Ao Nang – Part 3

One fish, two fish, red fish, blue fish.

I couldn’t seem to get that Dr. Seuss line out of my head when we were snorkeling off of the Phi Phi Islands. It was truly the best snorkeling I’ve ever experienced (and I’ve snorkeled with the sea turtles in Barbados and at the Great Barrier Reef – plus Hunama Bay in Honolulu). The water here was so clear – an amazing turquoise color.

There were indeed red and blue fish plus everything in between. One of my favorites was the multi-colored fish (no idea of the name, but there were a decent size). These ones were yellow, green, blue and purple – really beautiful all mixed together.

I wasn’t too crazy about the Barracuda looking ones, but they didn’t come near us.

At one point, Curtis and I were holding hands in our underwater world and realized we were in the centre of a complete circle of small fish. Thousands of silvery fish were swimming around us – we were the eye of their whirlpool hurricane.

Unfortunately, we don’t have any pictures of our magical underwater experiences because our waterproof camera chose this day to go on the fritz. Hopefully we can get it fixed in Kuala Lumpur!

Tom took some pictures of our day on the speedboat tour which I’ll post later.

Besides swimming in the clear water and snorkeling at some amazing spots, we also visited the beach where the movie, The Beach, was filmed. We boated past a cave where they collent the nests for birds nest soup and drinks (something I will not be trying) and past a bunch of monkeys eating crabs in the trees on the shores of Monkey Bay.

I’d had enough of monkeys by then though, after we were almost attacked by some on a walk last week. We were at the beach here in Ao Nang, walking along a path up one of the cliffs (this spot is known for monkeys) and were carrying some small bananas and one pineapple on a stick (in a plastic wrapper). One of the monkeys approached and I handed him a banana. He ate it while one of his friends came down from the trees, looking for food. Curtis handed him a banana. We watched them eat (they make the most disgusting grunting sounds when they eat), and when “my” monkey was finished his, he reached out and grabbed my arm. I handed him another banana. When he finished that one, he reached out and grabbed my arm again. I broke off a small piece of the last banana I was holding and handed it to him. He threw it on the ground and grabbed my arm again.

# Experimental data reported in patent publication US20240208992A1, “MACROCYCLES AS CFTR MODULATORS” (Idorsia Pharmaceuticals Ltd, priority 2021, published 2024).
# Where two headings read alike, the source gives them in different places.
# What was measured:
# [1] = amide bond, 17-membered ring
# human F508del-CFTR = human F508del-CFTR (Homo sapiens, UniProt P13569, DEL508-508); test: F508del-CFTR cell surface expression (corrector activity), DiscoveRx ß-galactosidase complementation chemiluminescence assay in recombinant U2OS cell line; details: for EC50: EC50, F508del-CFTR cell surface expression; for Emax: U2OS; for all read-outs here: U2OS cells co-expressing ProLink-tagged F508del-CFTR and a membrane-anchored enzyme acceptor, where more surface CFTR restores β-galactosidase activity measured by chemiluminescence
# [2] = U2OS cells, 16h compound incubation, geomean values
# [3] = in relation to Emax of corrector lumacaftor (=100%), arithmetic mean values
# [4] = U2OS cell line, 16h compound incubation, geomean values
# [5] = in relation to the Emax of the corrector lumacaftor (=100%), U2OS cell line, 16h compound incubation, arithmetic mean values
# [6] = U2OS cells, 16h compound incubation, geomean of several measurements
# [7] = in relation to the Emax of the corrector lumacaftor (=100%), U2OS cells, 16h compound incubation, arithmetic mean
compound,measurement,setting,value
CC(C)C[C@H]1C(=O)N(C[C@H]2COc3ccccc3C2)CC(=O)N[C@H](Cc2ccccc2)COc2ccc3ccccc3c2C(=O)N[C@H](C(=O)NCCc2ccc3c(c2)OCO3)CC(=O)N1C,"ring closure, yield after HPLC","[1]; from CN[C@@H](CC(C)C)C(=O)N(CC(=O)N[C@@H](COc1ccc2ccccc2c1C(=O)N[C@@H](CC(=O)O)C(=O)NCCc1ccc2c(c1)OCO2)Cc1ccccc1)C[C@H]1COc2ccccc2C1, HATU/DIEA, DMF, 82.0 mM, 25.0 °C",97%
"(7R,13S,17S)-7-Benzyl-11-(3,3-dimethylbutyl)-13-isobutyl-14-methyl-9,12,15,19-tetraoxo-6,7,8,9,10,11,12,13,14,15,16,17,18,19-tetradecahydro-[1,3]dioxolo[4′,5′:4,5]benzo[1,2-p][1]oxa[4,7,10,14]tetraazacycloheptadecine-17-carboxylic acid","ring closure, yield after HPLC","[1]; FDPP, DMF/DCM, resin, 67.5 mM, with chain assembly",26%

This time I didn’t give him anything so he got down off the hand rail he was sitting on and half climbed, half reached up my body and stole the bag of pineapple I was holding. He took off and we watched him eat if up in a tree. When he was finished, he sniffed at his tail and licked off the pineapple juice.

That’s when we noticed a cute baby monkey swinging from tree to tree high up, getting closer and closer. We didn’t think anything of it at first, but then it was right above us and we realized it was aiming itself towards us. We walked away so it wouldn’t jump on our heads but it came down to the railing and started after us. We were out of food by this point but he obviously wasn’t aware of this fact, because he kept following us. Curtis tried to fend him off with a bag of books we were carrying but the monkey just reached out and tried to grab the bag. It followed us for several minutes before finally giving up.

On the walk back we found it eating a biscuit some other tourists had given it. They were snapping his picture while he ate and I warned them that he had chased us. These monkeys are cute from a distance but up close they are aggressive little bastards (bahstahds as one of the British girls said walking by). When they are grabbing at you and stealing stuff out of your hands or chasing after you…they are not so cute anymore.

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